TSLA Releases a New Digital Collection Showcasing Tennessee Folklife

What do roley hole marbles, white oak baskets, shape-note singing, and banjoes have in common? All are examples of Tennessee folk culture or "folkways" available online in the Tennessee State Library and Archives’ newest digital collection: "Tennessee State Parks Folklife Project Collection, 1979-1984." The collection documents folk culture unique to Tennessee and highlights Tennessee's ... (click for more)

10-Year-Old Boy Seriously Injured In Attack By Pit Bull At His Home In Sale Creek

A 10-year-old boy suffered serious injuries when he was attacked by a pit bull on Thanksgiving Day morning. At approximately 10:12 a.m. deputies were called to 175 Daugherty Ferry Road regarding a report of a dog attack on a child. On arrival the Sale Creek Fire Department found the child on the front porch of the residence.  The child’s father said his son came ... (click for more)

Alecia Driggins Faces Multiple Charges After Robbery And Hit-And-Run In East Ridge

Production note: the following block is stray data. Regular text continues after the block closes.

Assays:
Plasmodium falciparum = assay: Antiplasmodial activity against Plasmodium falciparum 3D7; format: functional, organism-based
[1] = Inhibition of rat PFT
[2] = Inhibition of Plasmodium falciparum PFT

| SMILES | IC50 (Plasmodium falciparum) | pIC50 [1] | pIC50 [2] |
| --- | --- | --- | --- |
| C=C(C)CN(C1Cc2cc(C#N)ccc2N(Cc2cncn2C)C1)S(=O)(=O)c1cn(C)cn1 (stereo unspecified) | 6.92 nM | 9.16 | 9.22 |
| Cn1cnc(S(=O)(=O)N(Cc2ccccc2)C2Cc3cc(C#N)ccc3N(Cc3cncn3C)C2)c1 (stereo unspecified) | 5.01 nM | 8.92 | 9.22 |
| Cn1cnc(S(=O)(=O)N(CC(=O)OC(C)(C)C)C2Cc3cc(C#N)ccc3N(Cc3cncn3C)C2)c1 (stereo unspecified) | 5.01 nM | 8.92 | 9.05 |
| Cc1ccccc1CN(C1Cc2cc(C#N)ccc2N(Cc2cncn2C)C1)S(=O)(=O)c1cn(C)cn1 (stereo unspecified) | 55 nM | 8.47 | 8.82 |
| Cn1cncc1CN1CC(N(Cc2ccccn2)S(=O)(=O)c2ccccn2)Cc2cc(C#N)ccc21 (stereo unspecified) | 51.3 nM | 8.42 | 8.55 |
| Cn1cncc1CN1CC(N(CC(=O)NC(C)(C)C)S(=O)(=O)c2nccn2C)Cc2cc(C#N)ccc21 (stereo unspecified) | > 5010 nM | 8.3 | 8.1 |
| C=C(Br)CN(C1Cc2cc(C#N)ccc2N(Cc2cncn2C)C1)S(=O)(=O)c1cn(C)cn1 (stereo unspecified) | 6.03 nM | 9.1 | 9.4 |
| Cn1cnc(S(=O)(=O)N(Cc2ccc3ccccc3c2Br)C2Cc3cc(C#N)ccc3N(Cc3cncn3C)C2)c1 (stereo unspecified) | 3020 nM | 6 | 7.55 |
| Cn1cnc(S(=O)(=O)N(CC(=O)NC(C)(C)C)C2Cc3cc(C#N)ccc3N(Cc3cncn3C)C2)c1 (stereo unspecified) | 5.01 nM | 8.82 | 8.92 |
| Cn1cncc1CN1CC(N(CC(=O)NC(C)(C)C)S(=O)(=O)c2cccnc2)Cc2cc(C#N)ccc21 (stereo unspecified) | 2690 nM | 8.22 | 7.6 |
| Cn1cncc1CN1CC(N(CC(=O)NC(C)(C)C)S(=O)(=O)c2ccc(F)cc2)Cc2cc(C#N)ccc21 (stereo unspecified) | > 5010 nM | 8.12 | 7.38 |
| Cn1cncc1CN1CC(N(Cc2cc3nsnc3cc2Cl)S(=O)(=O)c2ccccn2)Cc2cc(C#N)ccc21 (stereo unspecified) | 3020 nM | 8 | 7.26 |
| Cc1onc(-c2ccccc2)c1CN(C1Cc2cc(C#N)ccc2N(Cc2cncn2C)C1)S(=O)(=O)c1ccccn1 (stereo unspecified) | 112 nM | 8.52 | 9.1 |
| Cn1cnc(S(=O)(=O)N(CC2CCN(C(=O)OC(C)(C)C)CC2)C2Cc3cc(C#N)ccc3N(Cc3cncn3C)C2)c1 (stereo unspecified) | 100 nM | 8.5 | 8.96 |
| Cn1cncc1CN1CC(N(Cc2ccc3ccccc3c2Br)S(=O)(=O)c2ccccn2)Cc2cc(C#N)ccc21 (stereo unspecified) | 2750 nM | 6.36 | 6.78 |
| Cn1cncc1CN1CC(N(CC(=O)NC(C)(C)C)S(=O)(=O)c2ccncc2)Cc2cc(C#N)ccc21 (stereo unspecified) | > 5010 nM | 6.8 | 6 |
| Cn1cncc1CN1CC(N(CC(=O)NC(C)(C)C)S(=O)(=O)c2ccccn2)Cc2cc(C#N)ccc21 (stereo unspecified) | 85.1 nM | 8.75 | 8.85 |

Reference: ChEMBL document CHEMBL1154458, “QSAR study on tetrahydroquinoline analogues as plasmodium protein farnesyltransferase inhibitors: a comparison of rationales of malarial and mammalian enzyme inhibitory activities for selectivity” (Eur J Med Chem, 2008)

East Ridge Police arrived on Sunday at 12:30 p.m. at the East Ridge Flea Market at 6725 Ringgold Road in response to a reported pedestrian struck and hit and run incident. Once on the scene, police determined that the incident was actually a robbery. The victim advised police that a white woman claiming to be a police officer grabbed her purse and attempted to flee ... (click for more)

Lawlessness At Heritage Park

As a frequent visitor at Heritage Park in East Brainerd, I must say that the situation is becoming slightly out of control.  To start, parking is atrocious.  The unpaved lot contains nothing but loose gravel which has naturally given way to divots in the ground assuring you a few bumps.  Why isn't this area smoothed out?  It's not worth parking there anyways ... (click for more)

Roy Exum: A ‘Black Friday’ Poem

On this, “Black Friday,” when frantic shopping and crowded aisles cause some nerves to wear thin, please allow me to share a poem a friend sent me not long ago called “Shoes in Church.” Perhaps it will be fitting: SHOES IN CHURCH I showered and shaved. I adjusted my tie. I got there and sat In a pew just in time. Bowing my head in prayer, as I closed my eyes. I saw ... (click for more)